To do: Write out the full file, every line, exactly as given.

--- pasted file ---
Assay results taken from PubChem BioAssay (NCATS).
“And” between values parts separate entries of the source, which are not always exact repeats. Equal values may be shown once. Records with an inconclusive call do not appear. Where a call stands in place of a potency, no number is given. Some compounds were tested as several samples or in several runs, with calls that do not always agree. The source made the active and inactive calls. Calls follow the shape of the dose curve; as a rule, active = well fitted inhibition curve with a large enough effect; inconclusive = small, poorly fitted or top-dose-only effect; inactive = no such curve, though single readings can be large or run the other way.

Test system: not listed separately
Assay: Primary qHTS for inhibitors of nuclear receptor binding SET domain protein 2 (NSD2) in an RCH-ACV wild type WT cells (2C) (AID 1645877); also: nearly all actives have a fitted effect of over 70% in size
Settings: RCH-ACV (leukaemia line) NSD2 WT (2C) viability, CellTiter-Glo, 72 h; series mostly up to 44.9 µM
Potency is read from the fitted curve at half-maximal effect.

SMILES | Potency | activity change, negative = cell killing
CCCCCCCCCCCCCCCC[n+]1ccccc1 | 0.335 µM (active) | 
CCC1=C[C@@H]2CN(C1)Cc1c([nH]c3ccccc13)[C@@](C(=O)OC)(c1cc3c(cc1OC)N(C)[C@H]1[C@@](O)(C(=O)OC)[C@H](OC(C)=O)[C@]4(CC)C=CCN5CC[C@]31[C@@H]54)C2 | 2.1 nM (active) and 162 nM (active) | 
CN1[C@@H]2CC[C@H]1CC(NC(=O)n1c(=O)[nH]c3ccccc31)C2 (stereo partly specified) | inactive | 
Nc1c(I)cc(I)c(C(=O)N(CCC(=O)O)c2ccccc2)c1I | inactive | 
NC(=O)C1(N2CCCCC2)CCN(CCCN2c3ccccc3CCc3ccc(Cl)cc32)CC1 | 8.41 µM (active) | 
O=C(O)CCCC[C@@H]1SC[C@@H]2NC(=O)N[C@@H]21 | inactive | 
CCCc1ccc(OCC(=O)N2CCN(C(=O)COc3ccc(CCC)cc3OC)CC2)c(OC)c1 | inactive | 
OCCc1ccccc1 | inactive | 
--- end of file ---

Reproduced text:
Assay results taken from PubChem BioAssay (NCATS).
“And” between values parts separate entries of the source, which are not always exact repeats. Equal values may be shown once. Records with an inconclusive call do not appear. Where a call stands in place of a potency, no number is given. Some compounds were tested as several samples or in several runs, with calls that do not always agree. The source made the active and inactive calls. Calls follow the shape of the dose curve; as a rule, active = well fitted inhibition curve with a large enough effect; inconclusive = small, poorly fitted or top-dose-only effect; inactive = no such curve, though single readings can be large or run the other way.

Test system: not listed separately
Assay: Primary qHTS for inhibitors of nuclear receptor binding SET domain protein 2 (NSD2) in an RCH-ACV wild type WT cells (2C) (AID 1645877); also: nearly all actives have a fitted effect of over 70% in size
Settings: RCH-ACV (leukaemia line) NSD2 WT (2C) viability, CellTiter-Glo, 72 h; series mostly up to 44.9 µM
Potency is read from the fitted curve at half-maximal effect.

SMILES | Potency | activity change, negative = cell killing
CCCCCCCCCCCCCCCC[n+]1ccccc1 | 0.335 µM (active) | 
CCC1=C[C@@H]2CN(C1)Cc1c([nH]c3ccccc13)[C@@](C(=O)OC)(c1cc3c(cc1OC)N(C)[C@H]1[C@@](O)(C(=O)OC)[C@H](OC(C)=O)[C@]4(CC)C=CCN5CC[C@]31[C@@H]54)C2 | 2.1 nM (active) and 162 nM (active) | 
CN1[C@@H]2CC[C@H]1CC(NC(=O)n1c(=O)[nH]c3ccccc31)C2 (stereo partly specified) | inactive | 
Nc1c(I)cc(I)c(C(=O)N(CCC(=O)O)c2ccccc2)c1I | inactive | 
NC(=O)C1(N2CCCCC2)CCN(CCCN2c3ccccc3CCc3ccc(Cl)cc32)CC1 | 8.41 µM (active) | 
O=C(O)CCCC[C@@H]1SC[C@@H]2NC(=O)N[C@@H]21 | inactive | 
CCCc1ccc(OCC(=O)N2CCN(C(=O)COc3ccc(CCC)cc3OC)CC2)c(OC)c1 | inactive | 
OCCc1ccccc1 | inactive | 